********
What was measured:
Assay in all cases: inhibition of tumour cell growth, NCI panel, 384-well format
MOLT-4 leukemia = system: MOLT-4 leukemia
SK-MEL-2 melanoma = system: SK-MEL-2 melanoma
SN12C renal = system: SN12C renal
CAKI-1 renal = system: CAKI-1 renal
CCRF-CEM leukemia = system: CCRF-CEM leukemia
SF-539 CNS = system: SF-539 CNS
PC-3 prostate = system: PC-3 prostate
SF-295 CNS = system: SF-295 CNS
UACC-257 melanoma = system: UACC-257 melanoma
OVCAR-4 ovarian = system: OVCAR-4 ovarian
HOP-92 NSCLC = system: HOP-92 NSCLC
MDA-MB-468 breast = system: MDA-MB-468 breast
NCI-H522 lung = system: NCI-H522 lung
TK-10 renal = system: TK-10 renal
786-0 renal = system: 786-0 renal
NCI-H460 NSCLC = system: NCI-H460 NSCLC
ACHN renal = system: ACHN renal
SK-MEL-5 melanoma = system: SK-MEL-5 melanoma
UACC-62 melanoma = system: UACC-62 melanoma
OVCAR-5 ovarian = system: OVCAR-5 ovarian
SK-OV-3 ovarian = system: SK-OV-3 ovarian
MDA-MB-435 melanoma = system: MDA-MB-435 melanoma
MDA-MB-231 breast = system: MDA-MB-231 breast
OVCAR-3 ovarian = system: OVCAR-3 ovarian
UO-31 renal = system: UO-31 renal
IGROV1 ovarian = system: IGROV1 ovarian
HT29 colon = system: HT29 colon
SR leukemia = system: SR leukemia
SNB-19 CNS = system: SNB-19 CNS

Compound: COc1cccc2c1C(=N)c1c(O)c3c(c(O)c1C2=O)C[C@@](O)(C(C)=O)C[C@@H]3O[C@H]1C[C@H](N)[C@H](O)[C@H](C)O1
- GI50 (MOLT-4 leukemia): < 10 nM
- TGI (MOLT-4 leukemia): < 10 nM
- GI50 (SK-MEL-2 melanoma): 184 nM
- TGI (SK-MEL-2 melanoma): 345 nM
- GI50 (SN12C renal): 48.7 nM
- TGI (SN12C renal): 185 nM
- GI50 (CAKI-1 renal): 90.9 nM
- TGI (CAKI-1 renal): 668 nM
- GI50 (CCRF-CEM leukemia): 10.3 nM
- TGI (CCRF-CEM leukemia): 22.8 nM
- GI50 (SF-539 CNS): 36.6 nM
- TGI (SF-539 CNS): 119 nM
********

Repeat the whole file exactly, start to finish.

What was measured:
Assay in all cases: inhibition of tumour cell growth, NCI panel, 384-well format
MOLT-4 leukemia = system: MOLT-4 leukemia
SK-MEL-2 melanoma = system: SK-MEL-2 melanoma
SN12C renal = system: SN12C renal
CAKI-1 renal = system: CAKI-1 renal
CCRF-CEM leukemia = system: CCRF-CEM leukemia
SF-539 CNS = system: SF-539 CNS
PC-3 prostate = system: PC-3 prostate
SF-295 CNS = system: SF-295 CNS
UACC-257 melanoma = system: UACC-257 melanoma
OVCAR-4 ovarian = system: OVCAR-4 ovarian
HOP-92 NSCLC = system: HOP-92 NSCLC
MDA-MB-468 breast = system: MDA-MB-468 breast
NCI-H522 lung = system: NCI-H522 lung
TK-10 renal = system: TK-10 renal
786-0 renal = system: 786-0 renal
NCI-H460 NSCLC = system: NCI-H460 NSCLC
ACHN renal = system: ACHN renal
SK-MEL-5 melanoma = system: SK-MEL-5 melanoma
UACC-62 melanoma = system: UACC-62 melanoma
OVCAR-5 ovarian = system: OVCAR-5 ovarian
SK-OV-3 ovarian = system: SK-OV-3 ovarian
MDA-MB-435 melanoma = system: MDA-MB-435 melanoma
MDA-MB-231 breast = system: MDA-MB-231 breast
OVCAR-3 ovarian = system: OVCAR-3 ovarian
UO-31 renal = system: UO-31 renal
IGROV1 ovarian = system: IGROV1 ovarian
HT29 colon = system: HT29 colon
SR leukemia = system: SR leukemia
SNB-19 CNS = system: SNB-19 CNS

Compound: COc1cccc2c1C(=N)c1c(O)c3c(c(O)c1C2=O)C[C@@](O)(C(C)=O)C[C@@H]3O[C@H]1C[C@H](N)[C@H](O)[C@H](C)O1
- GI50 (MOLT-4 leukemia): < 10 nM
- TGI (MOLT-4 leukemia): < 10 nM
- GI50 (SK-MEL-2 melanoma): 184 nM
- TGI (SK-MEL-2 melanoma): 345 nM
- GI50 (SN12C renal): 48.7 nM
- TGI (SN12C renal): 185 nM
- GI50 (CAKI-1 renal): 90.9 nM
- TGI (CAKI-1 renal): 668 nM
- GI50 (CCRF-CEM leukemia): 10.3 nM
- TGI (CCRF-CEM leukemia): 22.8 nM
- GI50 (SF-539 CNS): 36.6 nM
- TGI (SF-539 CNS): 119 nM